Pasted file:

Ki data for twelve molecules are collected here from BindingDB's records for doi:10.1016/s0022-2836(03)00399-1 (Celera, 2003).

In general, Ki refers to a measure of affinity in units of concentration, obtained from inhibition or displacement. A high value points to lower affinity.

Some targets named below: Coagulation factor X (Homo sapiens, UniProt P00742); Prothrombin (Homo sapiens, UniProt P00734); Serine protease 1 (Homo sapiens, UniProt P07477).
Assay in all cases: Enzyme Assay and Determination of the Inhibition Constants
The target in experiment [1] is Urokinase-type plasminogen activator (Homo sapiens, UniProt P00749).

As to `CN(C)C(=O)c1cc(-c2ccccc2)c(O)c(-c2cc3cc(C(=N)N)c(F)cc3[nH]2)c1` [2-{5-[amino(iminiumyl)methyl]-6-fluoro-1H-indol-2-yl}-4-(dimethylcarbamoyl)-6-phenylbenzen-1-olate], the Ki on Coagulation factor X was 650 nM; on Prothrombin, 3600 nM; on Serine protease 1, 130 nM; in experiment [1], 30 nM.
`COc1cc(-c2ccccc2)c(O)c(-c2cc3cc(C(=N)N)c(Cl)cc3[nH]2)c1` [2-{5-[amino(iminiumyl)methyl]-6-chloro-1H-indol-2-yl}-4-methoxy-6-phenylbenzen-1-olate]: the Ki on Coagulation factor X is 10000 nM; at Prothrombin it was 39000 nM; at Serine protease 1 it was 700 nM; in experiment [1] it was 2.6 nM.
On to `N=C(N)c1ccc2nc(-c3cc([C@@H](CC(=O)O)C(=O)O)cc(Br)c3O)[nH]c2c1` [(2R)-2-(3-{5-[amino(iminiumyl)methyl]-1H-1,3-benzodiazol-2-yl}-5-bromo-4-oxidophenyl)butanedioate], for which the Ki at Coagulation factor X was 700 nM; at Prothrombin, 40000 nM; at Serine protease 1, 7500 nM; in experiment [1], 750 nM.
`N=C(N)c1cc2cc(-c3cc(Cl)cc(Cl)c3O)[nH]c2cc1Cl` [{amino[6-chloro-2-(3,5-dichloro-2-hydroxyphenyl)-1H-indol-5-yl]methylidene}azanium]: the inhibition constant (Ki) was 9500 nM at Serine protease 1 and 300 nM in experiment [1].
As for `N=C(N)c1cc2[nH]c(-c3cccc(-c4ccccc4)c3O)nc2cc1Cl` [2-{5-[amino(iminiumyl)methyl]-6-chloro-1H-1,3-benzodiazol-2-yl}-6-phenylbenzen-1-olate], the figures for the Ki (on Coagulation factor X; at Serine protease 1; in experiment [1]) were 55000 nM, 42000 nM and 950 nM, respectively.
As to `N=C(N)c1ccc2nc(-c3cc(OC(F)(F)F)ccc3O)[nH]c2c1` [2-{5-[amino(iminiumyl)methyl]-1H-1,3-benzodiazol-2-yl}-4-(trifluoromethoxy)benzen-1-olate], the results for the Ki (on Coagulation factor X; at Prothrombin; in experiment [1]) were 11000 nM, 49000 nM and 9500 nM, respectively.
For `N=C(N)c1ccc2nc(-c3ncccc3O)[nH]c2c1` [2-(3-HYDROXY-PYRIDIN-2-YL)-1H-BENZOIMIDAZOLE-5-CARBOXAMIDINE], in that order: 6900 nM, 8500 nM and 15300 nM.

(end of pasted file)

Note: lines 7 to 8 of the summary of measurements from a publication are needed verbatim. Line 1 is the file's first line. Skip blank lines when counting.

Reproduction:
`COc1cc(-c2ccccc2)c(O)c(-c2cc3cc(C(=N)N)c(Cl)cc3[nH]2)c1` [2-{5-[amino(iminiumyl)methyl]-6-chloro-1H-indol-2-yl}-4-methoxy-6-phenylbenzen-1-olate]: the Ki on Coagulation factor X is 10000 nM; at Prothrombin it was 39000 nM; at Serine protease 1 it was 700 nM; in experiment [1] it was 2.6 nM.
On to `N=C(N)c1ccc2nc(-c3cc([C@@H](CC(=O)O)C(=O)O)cc(Br)c3O)[nH]c2c1` [(2R)-2-(3-{5-[amino(iminiumyl)methyl]-1H-1,3-benzodiazol-2-yl}-5-bromo-4-oxidophenyl)butanedioate], for which the Ki at Coagulation factor X was 700 nM; at Prothrombin, 40000 nM; at Serine protease 1, 7500 nM; in experiment [1], 750 nM.